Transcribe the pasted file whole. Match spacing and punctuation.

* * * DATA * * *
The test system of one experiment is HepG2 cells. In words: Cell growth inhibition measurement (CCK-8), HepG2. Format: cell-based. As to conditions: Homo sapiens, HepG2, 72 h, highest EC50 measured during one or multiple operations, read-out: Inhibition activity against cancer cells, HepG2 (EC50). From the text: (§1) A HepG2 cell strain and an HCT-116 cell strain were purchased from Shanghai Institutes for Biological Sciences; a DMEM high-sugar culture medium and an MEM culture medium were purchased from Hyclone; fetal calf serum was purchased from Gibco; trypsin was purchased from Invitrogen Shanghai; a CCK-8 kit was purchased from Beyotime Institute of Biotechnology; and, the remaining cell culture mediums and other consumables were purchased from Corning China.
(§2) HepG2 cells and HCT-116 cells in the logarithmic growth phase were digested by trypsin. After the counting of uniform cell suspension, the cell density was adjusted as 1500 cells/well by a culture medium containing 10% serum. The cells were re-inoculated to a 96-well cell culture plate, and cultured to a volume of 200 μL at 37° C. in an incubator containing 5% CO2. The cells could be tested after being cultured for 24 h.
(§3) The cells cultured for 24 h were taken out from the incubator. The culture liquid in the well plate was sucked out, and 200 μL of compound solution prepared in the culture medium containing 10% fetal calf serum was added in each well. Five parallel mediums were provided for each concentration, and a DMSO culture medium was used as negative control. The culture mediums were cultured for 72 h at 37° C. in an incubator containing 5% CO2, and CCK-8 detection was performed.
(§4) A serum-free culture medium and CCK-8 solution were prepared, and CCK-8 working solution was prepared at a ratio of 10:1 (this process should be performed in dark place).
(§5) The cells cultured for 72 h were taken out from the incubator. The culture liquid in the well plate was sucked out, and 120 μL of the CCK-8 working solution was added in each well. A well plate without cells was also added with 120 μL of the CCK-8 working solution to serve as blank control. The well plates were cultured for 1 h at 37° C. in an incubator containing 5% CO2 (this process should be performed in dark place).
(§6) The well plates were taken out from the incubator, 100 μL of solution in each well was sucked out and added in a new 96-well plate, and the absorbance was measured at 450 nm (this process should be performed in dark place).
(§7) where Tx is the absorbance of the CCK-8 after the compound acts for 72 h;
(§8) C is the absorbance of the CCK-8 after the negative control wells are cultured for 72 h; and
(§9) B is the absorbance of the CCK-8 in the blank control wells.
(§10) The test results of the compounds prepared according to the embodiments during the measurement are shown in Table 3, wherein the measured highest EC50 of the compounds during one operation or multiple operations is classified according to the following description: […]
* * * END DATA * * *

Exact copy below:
The test system of one experiment is HepG2 cells. In words: Cell growth inhibition measurement (CCK-8), HepG2. Format: cell-based. As to conditions: Homo sapiens, HepG2, 72 h, highest EC50 measured during one or multiple operations, read-out: Inhibition activity against cancer cells, HepG2 (EC50). From the text: (§1) A HepG2 cell strain and an HCT-116 cell strain were purchased from Shanghai Institutes for Biological Sciences; a DMEM high-sugar culture medium and an MEM culture medium were purchased from Hyclone; fetal calf serum was purchased from Gibco; trypsin was purchased from Invitrogen Shanghai; a CCK-8 kit was purchased from Beyotime Institute of Biotechnology; and, the remaining cell culture mediums and other consumables were purchased from Corning China.
(§2) HepG2 cells and HCT-116 cells in the logarithmic growth phase were digested by trypsin. After the counting of uniform cell suspension, the cell density was adjusted as 1500 cells/well by a culture medium containing 10% serum. The cells were re-inoculated to a 96-well cell culture plate, and cultured to a volume of 200 μL at 37° C. in an incubator containing 5% CO2. The cells could be tested after being cultured for 24 h.
(§3) The cells cultured for 24 h were taken out from the incubator. The culture liquid in the well plate was sucked out, and 200 μL of compound solution prepared in the culture medium containing 10% fetal calf serum was added in each well. Five parallel mediums were provided for each concentration, and a DMSO culture medium was used as negative control. The culture mediums were cultured for 72 h at 37° C. in an incubator containing 5% CO2, and CCK-8 detection was performed.
(§4) A serum-free culture medium and CCK-8 solution were prepared, and CCK-8 working solution was prepared at a ratio of 10:1 (this process should be performed in dark place).
(§5) The cells cultured for 72 h were taken out from the incubator. The culture liquid in the well plate was sucked out, and 120 μL of the CCK-8 working solution was added in each well. A well plate without cells was also added with 120 μL of the CCK-8 working solution to serve as blank control. The well plates were cultured for 1 h at 37° C. in an incubator containing 5% CO2 (this process should be performed in dark place).
(§6) The well plates were taken out from the incubator, 100 μL of solution in each well was sucked out and added in a new 96-well plate, and the absorbance was measured at 450 nm (this process should be performed in dark place).
(§7) where Tx is the absorbance of the CCK-8 after the compound acts for 72 h;
(§8) C is the absorbance of the CCK-8 after the negative control wells are cultured for 72 h; and
(§9) B is the absorbance of the CCK-8 in the blank control wells.
(§10) The test results of the compounds prepared according to the embodiments during the measurement are shown in Table 3, wherein the measured highest EC50 of the compounds during one operation or multiple operations is classified according to the following description: […]